Katherine Tobias


In the 1980's a small, county school in Magnolia, Mississippi was producing incredibly talented students in sports, law, medicine, and music. In one year South Pike High School won state championships in Boy's and Girl's Basketball, Football and Tennis. But perhaps the greatest talent ever produced in that microcosm of time was the magnificent voice of Katherine Tobias.
How she went from Magnolia, Mississippi to the prestigious Tanglewood music camps is a story in itself. But it is important to note that, while at Tanglewood, she sang first chair soprano and was lead soloist at the Lincoln Center concert for Leonard Bernstein's 80th birthday.
On the stage at Tanglewood, she was introduced to Leontyne Price, a fellow Mississippian, who encouraged her and told her she would be the next opera sensation from Mississippi.
In 1987 I was Executive Director of the Mississippi Arts Commission, and I invited Katherine to sing the national anthem at the Governor's Awards for the Arts. She sang acappella and received a standing ovation. Unprepared for an encore, she timidly bowed and attempted to retreat, but the crowd, made up of directors of various state agencies, including the Director of the Mississippi Opera Guild, prevailed. She sang again, this time an old spiritual that brought down the house with cheers and applause. As the story goes, the Director of the Opera Guild asked to have a private session with her to put her through some vocal exercises that would test her range. He was amazed. That year more good things began to happen for her and she received a scholarship to Juilliard upon graduation from South Pike High School.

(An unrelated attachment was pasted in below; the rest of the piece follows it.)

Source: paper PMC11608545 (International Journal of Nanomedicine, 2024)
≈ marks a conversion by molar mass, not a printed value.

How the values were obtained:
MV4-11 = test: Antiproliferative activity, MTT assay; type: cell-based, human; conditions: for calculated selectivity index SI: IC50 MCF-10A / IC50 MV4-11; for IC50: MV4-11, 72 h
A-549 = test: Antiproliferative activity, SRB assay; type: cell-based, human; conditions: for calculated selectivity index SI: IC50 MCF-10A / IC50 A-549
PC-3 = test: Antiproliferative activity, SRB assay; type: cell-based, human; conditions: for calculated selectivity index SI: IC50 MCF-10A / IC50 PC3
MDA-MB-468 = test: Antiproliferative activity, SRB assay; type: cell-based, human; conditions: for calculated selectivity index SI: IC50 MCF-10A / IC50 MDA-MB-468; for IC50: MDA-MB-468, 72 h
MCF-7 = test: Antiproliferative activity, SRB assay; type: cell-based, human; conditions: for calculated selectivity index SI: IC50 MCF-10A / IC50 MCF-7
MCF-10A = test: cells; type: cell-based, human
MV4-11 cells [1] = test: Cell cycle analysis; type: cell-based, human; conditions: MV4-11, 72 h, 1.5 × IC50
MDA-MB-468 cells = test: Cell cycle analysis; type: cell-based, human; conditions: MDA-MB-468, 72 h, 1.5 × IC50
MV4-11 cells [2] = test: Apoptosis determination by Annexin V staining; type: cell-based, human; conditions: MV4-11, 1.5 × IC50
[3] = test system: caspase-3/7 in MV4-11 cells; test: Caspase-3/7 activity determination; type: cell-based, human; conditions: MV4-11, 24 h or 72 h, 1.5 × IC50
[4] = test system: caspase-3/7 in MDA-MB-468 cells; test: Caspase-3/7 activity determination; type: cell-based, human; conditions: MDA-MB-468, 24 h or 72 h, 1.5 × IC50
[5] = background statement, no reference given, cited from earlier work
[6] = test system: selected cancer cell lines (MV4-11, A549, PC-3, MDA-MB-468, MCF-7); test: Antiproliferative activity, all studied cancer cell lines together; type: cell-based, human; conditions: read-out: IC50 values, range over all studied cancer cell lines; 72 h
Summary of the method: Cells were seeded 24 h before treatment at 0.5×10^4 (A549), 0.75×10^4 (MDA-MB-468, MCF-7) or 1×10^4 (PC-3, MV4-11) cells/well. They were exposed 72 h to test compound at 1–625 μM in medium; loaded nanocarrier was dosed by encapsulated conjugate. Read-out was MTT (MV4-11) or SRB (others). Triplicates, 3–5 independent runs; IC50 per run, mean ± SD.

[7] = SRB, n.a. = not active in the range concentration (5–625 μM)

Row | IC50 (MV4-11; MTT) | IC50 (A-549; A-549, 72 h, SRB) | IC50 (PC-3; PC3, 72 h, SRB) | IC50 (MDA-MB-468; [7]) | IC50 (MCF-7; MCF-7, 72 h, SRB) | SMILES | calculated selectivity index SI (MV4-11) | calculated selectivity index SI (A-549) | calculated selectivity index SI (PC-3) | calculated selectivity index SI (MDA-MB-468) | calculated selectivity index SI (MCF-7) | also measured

Katherine Tobias never went to Juilliard.
Ten years ago when I saw her, she was on the down side of some bad decisions. Cigarette addiction had claimed her voice and her looks had changed dramatically. No longer thin and wispy, she had piled on unattractive pounds and was obviously not taking care of herself. What disturbed me the most was that the twinkle in her dark eyes was totally gone. She was making biscuits in the early morning hours for the local Popeye's downtown.
Yesterday I was walking my dog, and, from behind a neighbor's house, came a large figure. "Can I have a hug?" she said. She was hardly recognizable, but I held her in my arms and wanted to cry. Dreams don't always come true, but how do you come back from lawn picnics on the grounds of Tanglewood to making biscuits at a fast food restaurant?